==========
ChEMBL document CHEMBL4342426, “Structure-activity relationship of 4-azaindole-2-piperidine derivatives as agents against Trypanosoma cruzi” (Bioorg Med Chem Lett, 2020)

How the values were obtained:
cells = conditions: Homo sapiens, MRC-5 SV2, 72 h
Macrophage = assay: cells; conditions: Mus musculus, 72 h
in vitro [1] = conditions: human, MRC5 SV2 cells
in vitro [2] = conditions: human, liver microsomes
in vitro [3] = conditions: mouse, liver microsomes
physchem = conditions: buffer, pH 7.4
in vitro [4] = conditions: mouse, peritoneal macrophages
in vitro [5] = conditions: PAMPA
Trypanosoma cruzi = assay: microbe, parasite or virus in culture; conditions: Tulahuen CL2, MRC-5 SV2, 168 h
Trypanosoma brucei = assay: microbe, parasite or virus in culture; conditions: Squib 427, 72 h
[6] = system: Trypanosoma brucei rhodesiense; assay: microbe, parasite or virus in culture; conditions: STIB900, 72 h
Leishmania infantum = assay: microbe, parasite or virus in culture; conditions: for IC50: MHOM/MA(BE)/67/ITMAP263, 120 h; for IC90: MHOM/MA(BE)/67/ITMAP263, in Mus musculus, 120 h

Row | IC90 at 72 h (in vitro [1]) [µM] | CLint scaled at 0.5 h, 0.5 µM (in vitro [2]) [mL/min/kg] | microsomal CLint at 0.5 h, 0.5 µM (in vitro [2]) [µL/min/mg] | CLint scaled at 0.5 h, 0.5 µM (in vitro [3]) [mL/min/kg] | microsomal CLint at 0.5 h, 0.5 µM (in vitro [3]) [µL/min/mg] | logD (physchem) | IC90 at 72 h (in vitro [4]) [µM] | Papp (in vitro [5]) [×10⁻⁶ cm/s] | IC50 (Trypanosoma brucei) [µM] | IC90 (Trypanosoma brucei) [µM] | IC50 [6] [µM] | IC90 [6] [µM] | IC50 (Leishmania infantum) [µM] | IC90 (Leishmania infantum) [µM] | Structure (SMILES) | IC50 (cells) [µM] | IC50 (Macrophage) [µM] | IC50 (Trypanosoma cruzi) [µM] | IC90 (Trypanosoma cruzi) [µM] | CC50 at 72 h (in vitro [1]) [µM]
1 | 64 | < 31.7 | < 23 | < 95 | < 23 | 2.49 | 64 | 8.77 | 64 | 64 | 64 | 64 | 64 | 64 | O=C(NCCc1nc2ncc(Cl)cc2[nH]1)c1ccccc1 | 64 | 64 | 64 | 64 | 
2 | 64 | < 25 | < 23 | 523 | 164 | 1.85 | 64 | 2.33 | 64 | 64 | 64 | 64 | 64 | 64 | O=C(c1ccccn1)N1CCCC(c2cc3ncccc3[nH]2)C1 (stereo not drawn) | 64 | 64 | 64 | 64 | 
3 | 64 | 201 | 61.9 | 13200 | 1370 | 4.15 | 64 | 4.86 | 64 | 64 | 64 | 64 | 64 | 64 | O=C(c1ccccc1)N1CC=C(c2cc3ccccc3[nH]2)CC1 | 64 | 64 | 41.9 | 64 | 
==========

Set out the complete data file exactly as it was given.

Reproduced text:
ChEMBL document CHEMBL4342426, “Structure-activity relationship of 4-azaindole-2-piperidine derivatives as agents against Trypanosoma cruzi” (Bioorg Med Chem Lett, 2020)

How the values were obtained:
cells = conditions: Homo sapiens, MRC-5 SV2, 72 h
Macrophage = assay: cells; conditions: Mus musculus, 72 h
in vitro [1] = conditions: human, MRC5 SV2 cells
in vitro [2] = conditions: human, liver microsomes
in vitro [3] = conditions: mouse, liver microsomes
physchem = conditions: buffer, pH 7.4
in vitro [4] = conditions: mouse, peritoneal macrophages
in vitro [5] = conditions: PAMPA
Trypanosoma cruzi = assay: microbe, parasite or virus in culture; conditions: Tulahuen CL2, MRC-5 SV2, 168 h
Trypanosoma brucei = assay: microbe, parasite or virus in culture; conditions: Squib 427, 72 h
[6] = system: Trypanosoma brucei rhodesiense; assay: microbe, parasite or virus in culture; conditions: STIB900, 72 h
Leishmania infantum = assay: microbe, parasite or virus in culture; conditions: for IC50: MHOM/MA(BE)/67/ITMAP263, 120 h; for IC90: MHOM/MA(BE)/67/ITMAP263, in Mus musculus, 120 h

Row | IC90 at 72 h (in vitro [1]) [µM] | CLint scaled at 0.5 h, 0.5 µM (in vitro [2]) [mL/min/kg] | microsomal CLint at 0.5 h, 0.5 µM (in vitro [2]) [µL/min/mg] | CLint scaled at 0.5 h, 0.5 µM (in vitro [3]) [mL/min/kg] | microsomal CLint at 0.5 h, 0.5 µM (in vitro [3]) [µL/min/mg] | logD (physchem) | IC90 at 72 h (in vitro [4]) [µM] | Papp (in vitro [5]) [×10⁻⁶ cm/s] | IC50 (Trypanosoma brucei) [µM] | IC90 (Trypanosoma brucei) [µM] | IC50 [6] [µM] | IC90 [6] [µM] | IC50 (Leishmania infantum) [µM] | IC90 (Leishmania infantum) [µM] | Structure (SMILES) | IC50 (cells) [µM] | IC50 (Macrophage) [µM] | IC50 (Trypanosoma cruzi) [µM] | IC90 (Trypanosoma cruzi) [µM] | CC50 at 72 h (in vitro [1]) [µM]
1 | 64 | < 31.7 | < 23 | < 95 | < 23 | 2.49 | 64 | 8.77 | 64 | 64 | 64 | 64 | 64 | 64 | O=C(NCCc1nc2ncc(Cl)cc2[nH]1)c1ccccc1 | 64 | 64 | 64 | 64 | 
2 | 64 | < 25 | < 23 | 523 | 164 | 1.85 | 64 | 2.33 | 64 | 64 | 64 | 64 | 64 | 64 | O=C(c1ccccn1)N1CCCC(c2cc3ncccc3[nH]2)C1 (stereo not drawn) | 64 | 64 | 64 | 64 | 
3 | 64 | 201 | 61.9 | 13200 | 1370 | 4.15 | 64 | 4.86 | 64 | 64 | 64 | 64 | 64 | 64 | O=C(c1ccccc1)N1CC=C(c2cc3ccccc3[nH]2)CC1 | 64 | 64 | 41.9 | 64 | 